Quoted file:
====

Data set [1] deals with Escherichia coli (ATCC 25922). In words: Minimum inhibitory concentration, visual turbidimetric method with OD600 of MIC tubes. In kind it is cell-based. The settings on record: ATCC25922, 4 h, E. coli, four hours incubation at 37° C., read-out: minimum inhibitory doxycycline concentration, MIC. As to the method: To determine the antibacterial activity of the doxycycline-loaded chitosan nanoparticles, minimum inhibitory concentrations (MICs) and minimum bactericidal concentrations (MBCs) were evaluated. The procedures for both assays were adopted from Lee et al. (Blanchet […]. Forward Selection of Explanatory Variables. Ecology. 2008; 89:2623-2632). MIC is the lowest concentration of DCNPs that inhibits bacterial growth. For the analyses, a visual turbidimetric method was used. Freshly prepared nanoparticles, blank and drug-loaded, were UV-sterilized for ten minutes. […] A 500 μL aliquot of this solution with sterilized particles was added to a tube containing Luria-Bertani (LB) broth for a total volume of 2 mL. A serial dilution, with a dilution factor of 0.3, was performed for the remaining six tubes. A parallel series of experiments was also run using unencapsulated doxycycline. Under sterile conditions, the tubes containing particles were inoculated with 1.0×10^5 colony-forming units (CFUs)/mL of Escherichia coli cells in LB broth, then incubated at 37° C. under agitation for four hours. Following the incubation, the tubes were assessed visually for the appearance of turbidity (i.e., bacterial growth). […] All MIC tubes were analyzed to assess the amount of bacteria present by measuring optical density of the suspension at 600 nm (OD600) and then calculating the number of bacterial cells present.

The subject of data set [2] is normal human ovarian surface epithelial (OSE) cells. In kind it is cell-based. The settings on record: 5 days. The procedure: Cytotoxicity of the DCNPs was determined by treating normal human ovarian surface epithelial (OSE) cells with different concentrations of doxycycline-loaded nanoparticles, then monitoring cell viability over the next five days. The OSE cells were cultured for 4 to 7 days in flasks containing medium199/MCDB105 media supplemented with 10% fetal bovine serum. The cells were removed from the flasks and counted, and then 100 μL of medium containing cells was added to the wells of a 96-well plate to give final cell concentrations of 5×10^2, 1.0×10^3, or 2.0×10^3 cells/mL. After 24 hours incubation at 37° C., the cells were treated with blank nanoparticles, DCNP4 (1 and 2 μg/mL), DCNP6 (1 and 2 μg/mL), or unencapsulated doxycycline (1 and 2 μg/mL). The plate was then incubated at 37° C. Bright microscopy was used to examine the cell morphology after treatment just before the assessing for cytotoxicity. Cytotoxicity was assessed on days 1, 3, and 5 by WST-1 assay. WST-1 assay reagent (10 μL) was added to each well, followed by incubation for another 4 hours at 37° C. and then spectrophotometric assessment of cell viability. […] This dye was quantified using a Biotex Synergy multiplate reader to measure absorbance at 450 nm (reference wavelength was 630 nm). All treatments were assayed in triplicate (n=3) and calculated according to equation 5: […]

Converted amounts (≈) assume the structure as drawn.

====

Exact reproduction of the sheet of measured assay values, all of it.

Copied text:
Data set [1] deals with Escherichia coli (ATCC 25922). In words: Minimum inhibitory concentration, visual turbidimetric method with OD600 of MIC tubes. In kind it is cell-based. The settings on record: ATCC25922, 4 h, E. coli, four hours incubation at 37° C., read-out: minimum inhibitory doxycycline concentration, MIC. As to the method: To determine the antibacterial activity of the doxycycline-loaded chitosan nanoparticles, minimum inhibitory concentrations (MICs) and minimum bactericidal concentrations (MBCs) were evaluated. The procedures for both assays were adopted from Lee et al. (Blanchet […]. Forward Selection of Explanatory Variables. Ecology. 2008; 89:2623-2632). MIC is the lowest concentration of DCNPs that inhibits bacterial growth. For the analyses, a visual turbidimetric method was used. Freshly prepared nanoparticles, blank and drug-loaded, were UV-sterilized for ten minutes. […] A 500 μL aliquot of this solution with sterilized particles was added to a tube containing Luria-Bertani (LB) broth for a total volume of 2 mL. A serial dilution, with a dilution factor of 0.3, was performed for the remaining six tubes. A parallel series of experiments was also run using unencapsulated doxycycline. Under sterile conditions, the tubes containing particles were inoculated with 1.0×10^5 colony-forming units (CFUs)/mL of Escherichia coli cells in LB broth, then incubated at 37° C. under agitation for four hours. Following the incubation, the tubes were assessed visually for the appearance of turbidity (i.e., bacterial growth). […] All MIC tubes were analyzed to assess the amount of bacteria present by measuring optical density of the suspension at 600 nm (OD600) and then calculating the number of bacterial cells present.

The subject of data set [2] is normal human ovarian surface epithelial (OSE) cells. In kind it is cell-based. The settings on record: 5 days. The procedure: Cytotoxicity of the DCNPs was determined by treating normal human ovarian surface epithelial (OSE) cells with different concentrations of doxycycline-loaded nanoparticles, then monitoring cell viability over the next five days. The OSE cells were cultured for 4 to 7 days in flasks containing medium199/MCDB105 media supplemented with 10% fetal bovine serum. The cells were removed from the flasks and counted, and then 100 μL of medium containing cells was added to the wells of a 96-well plate to give final cell concentrations of 5×10^2, 1.0×10^3, or 2.0×10^3 cells/mL. After 24 hours incubation at 37° C., the cells were treated with blank nanoparticles, DCNP4 (1 and 2 μg/mL), DCNP6 (1 and 2 μg/mL), or unencapsulated doxycycline (1 and 2 μg/mL). The plate was then incubated at 37° C. Bright microscopy was used to examine the cell morphology after treatment just before the assessing for cytotoxicity. Cytotoxicity was assessed on days 1, 3, and 5 by WST-1 assay. WST-1 assay reagent (10 μL) was added to each well, followed by incubation for another 4 hours at 37° C. and then spectrophotometric assessment of cell viability. […] This dye was quantified using a Biotex Synergy multiplate reader to measure absorbance at 450 nm (reference wavelength was 630 nm). All treatments were assayed in triplicate (n=3) and calculated according to equation 5: […]

Converted amounts (≈) assume the structure as drawn.